In some parts of the world, the Aurora does appear in colors. In my experiences at Beaver Island, Michigan; the lights appear as pearly, sometimes shimmering, silver white glows in the sky. On occasion, they do shimmer or appear in waves, streaks or even what is referred to as piano keys across the sky.
My experience comes from countless nights over five years, waiting and watching in the night for Aurora Borealis to appear. Hours spent, mostly alone, at Beaver Island’s St. James Township campground, which is not only a beautiful, isolated campground in the woods on a bluff overlooking Lake Michigan and several islands; one can also view the southern shores of Michigan’s upper peninsula. The photo below is a shot of Lansing Shoals Lighthouse, a white flashing light and red channel markers, plus extravagant light pollution shooting upwards from Port Inland and other towns on that shoreline.
Also shown here in black and white is this view typical to me, in a Kp4 or Kp5 scenario, with towers of light reaching up to the skies. The camera picks up the vibrant colors that are realistically viewed as towers of white light, varying in size and scope. What you are seeing are shimmering waves of geo-magnetic light that come from the effects of sunspots and other scientific measurements of solar windspeed and more.
What I love the most is the hours of glorious time I have spent in the night, absorbing the appearance of the skies as they change in varying weather and light conditions. This time spent has made me aware more of what the skies look like under regular conditions and better capable of spotting the Northern Lights when they are showing off.
The photos below show the Northern Lights in pale glows at a Kp3, with muted pastel tones. Or delightfully colored skies from near-Aurora conditions. Some of the Aurora glows stem from a strong Kp prediction that does not develop because the other measurements of solar windspeed do not develop simultaneously with the other predictions.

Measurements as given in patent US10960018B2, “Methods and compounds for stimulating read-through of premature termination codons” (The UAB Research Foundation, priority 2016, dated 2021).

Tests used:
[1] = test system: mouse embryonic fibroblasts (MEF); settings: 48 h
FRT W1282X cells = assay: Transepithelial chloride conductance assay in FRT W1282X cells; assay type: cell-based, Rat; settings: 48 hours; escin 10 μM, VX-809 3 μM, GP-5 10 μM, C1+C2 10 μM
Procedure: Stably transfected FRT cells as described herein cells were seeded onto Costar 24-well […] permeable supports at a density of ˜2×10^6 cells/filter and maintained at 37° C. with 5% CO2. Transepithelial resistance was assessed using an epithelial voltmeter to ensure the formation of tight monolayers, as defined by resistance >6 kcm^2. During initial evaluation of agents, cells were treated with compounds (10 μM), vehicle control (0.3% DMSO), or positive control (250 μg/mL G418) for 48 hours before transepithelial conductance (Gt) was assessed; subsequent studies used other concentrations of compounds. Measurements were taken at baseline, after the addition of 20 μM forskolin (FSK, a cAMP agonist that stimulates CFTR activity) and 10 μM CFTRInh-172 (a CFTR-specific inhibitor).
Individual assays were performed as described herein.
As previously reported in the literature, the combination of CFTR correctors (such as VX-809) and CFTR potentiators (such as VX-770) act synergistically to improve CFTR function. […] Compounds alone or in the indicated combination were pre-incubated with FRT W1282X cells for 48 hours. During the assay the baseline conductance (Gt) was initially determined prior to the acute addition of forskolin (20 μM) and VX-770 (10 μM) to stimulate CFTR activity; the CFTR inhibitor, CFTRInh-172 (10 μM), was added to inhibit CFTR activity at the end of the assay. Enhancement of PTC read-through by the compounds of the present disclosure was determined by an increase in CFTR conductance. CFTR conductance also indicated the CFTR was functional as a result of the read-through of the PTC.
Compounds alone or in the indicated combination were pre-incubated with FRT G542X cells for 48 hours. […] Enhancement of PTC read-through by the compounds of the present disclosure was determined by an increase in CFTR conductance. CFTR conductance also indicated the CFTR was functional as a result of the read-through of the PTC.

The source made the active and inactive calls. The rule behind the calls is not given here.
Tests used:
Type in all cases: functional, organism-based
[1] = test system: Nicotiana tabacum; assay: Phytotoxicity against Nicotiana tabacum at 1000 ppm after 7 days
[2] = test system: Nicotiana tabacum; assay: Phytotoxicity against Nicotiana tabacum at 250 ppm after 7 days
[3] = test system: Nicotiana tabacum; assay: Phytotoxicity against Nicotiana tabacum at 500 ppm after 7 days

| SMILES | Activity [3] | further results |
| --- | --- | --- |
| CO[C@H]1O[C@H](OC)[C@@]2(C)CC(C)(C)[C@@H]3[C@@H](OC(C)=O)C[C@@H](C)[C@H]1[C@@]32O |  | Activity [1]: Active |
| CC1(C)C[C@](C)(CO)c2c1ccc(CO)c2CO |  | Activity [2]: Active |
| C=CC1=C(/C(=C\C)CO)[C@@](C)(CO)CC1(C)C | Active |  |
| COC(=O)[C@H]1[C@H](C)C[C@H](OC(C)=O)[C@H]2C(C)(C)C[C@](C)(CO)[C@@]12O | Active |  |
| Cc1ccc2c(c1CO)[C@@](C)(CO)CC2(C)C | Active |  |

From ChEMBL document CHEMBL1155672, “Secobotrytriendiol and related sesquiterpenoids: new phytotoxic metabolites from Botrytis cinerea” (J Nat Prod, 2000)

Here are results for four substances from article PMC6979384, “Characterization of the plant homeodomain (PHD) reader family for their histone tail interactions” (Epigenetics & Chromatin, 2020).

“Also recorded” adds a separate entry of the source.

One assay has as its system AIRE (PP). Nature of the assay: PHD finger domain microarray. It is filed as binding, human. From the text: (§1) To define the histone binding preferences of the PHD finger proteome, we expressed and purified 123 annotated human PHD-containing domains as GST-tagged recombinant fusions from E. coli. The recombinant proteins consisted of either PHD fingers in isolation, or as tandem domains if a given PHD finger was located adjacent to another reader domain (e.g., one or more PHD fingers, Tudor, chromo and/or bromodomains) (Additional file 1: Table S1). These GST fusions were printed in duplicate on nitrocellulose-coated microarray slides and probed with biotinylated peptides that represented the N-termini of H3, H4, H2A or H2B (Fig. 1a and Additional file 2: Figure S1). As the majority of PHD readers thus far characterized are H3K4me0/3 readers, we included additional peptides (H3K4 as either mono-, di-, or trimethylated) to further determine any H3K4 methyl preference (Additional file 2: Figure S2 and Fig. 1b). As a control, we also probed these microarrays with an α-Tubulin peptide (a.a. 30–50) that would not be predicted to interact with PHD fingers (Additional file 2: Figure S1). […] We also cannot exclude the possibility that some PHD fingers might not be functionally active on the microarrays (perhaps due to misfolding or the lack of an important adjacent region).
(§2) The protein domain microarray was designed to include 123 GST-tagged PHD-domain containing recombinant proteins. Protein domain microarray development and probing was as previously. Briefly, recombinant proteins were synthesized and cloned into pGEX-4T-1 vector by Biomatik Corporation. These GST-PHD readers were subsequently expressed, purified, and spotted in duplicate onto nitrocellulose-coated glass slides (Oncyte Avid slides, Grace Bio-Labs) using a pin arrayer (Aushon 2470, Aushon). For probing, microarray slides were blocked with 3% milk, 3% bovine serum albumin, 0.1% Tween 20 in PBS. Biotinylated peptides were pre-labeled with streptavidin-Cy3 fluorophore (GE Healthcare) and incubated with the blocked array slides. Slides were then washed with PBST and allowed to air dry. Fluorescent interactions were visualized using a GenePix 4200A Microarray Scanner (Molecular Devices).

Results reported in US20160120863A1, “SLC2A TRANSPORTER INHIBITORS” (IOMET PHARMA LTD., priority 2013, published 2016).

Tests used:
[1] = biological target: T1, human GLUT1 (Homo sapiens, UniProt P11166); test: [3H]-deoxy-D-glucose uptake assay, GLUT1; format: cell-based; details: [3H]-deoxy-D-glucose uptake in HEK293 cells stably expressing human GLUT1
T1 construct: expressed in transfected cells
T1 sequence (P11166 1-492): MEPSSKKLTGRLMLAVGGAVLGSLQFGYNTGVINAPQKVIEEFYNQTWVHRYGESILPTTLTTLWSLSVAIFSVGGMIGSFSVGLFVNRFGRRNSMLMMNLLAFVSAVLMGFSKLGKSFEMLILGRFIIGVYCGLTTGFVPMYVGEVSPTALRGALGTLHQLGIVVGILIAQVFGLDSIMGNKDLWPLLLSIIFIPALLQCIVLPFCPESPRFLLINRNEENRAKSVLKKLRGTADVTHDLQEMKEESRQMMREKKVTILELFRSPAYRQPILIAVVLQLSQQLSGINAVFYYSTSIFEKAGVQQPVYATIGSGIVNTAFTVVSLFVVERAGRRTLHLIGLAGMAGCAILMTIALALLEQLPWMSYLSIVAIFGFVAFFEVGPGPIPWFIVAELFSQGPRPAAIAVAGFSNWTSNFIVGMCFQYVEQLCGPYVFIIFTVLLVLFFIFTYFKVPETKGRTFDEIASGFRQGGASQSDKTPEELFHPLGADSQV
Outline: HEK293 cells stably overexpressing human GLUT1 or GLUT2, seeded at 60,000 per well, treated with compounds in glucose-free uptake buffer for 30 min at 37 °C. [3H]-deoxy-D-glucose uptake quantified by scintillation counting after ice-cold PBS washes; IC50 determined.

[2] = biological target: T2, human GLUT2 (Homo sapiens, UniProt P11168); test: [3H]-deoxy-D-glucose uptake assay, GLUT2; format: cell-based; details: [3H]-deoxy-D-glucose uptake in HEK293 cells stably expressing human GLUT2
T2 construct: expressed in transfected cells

What I love, is seeing the dark skies filled with stars in all phases of the moon, knowing as it grows to a full moon, (which we will have in a waning state this Christmas); the chance of seeing intense colors lessens. Yet, in very, dark, and unpolluted areas like Beaver Island, it is still possible to see the Aurora in areas with streetlamps and other light-polluted areas. Shown below, a grand spread of Aurora towers revealed above the streetlights of Beaver Island’s harbor area.
Does luck figure into the equation? I think so. The first time I saw Northern Lights on Beaver Island, I was scouting and photographing Comet Neowise. The Aurora appeared faintly behind the comet. I had a brand-new camera that I did not know how to use so I would say that was a lucky shot.
My advice to aurora seekers, overall? Be prepared to enjoy the night. Enjoy your company, the weather, the adventure, and the excitement of night sky viewing. Chances are, you will not see the lights at all due to varying factors mentioned above. Then again, with the help of predicting apps and websites…you just might. And isn’t that the adventure?